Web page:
All Saints’ & All Souls’ Day
November 1st and 2nd are two feast days in the calendar of the Church. The first one is the celebration of All Saints’ Day, when we celebrate the great Communion of Saints. On this day, we remember the holy ones who have been canonized and those who were not. Pope Gregory III designated this day for honouring the saints. The other day, November 2nd, is a day for remembering those who have passed on. The tradition started in the seventh century when Odilo of Cluny designated a day to pray and give alms for those in purgatory. The celebration of All Souls’ Day spread throughout the Church by the 10th century.
As Catholics, we are obliged to attend Mass on All Saints’ Day, to praise God and honour the lives of the saints. We remember our patron saints, most especially. The following day, All Souls’ Day, we pray for the souls in purgatory, and we remember our own dead by visiting their graves and praying for them. It is good practice for Catholics to attend Mass also on this day, to light candles for the dead, give alms and to do good.
It is also the perfect time to think about our own life, and our death. We are all going to leave this earth one day, and it is only right to make our years count. Do we deny the inevitability of death by spending our days as if we have forever? But many wise people have reminded us that death is but a continuation of our eternal existence, and so we must not fear it nor deny it.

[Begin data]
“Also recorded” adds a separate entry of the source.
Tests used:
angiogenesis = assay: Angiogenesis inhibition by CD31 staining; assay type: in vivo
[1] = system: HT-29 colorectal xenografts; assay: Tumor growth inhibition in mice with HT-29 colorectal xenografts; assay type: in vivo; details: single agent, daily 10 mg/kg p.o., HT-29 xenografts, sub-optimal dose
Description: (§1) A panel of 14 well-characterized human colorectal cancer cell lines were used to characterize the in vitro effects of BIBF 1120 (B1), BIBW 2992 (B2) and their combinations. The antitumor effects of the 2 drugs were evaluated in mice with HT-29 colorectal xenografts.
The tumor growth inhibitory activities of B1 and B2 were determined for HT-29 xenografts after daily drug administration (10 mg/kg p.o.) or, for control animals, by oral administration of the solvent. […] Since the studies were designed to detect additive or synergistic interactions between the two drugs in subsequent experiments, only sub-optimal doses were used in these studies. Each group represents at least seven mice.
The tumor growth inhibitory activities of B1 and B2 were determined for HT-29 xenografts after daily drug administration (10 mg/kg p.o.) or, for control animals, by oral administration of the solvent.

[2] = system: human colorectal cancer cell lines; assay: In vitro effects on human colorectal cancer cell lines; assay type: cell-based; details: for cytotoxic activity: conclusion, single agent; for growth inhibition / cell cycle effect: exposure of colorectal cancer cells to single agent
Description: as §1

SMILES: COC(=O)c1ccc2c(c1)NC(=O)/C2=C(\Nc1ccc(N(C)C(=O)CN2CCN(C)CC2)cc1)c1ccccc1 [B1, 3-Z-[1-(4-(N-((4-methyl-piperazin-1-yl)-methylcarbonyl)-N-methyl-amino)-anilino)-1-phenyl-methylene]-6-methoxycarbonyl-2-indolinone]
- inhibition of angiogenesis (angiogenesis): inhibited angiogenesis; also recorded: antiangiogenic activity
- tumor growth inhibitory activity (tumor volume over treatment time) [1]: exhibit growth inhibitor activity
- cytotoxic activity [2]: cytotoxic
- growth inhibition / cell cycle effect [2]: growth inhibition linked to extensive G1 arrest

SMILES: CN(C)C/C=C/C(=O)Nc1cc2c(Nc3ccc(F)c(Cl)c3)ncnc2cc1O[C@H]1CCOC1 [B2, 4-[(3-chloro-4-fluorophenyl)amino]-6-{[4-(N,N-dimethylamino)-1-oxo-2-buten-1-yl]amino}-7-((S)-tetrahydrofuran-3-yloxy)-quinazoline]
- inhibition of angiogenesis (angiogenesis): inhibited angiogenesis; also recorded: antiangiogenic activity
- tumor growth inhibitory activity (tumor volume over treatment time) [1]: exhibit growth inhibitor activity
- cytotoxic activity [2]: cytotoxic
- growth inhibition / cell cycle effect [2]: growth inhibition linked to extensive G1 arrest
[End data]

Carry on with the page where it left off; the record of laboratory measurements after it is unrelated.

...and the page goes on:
The poet Khalil Gibran wrote the following lines about death:
“For what is it to die but to stand naked in the wind and to melt into the sun? / And what is to cease breathing, but to free the breath from its restless tides, that it may rise and expand and seek God unencumbered? / Only when you drink from the river of silence shall you indeed sing. / And when you have reached the mountain top, then you shall begin to climb. / And when the earth shall claim your limbs, then shall you truly dance.” In this sense, death is a kind of freedom, and a communion with our Creator. It is not something to be feared, but something to prepare for and look forward to. Our final destination, to where all of us shall go one day, is a special place for our soul to finally dance freely, beautifully.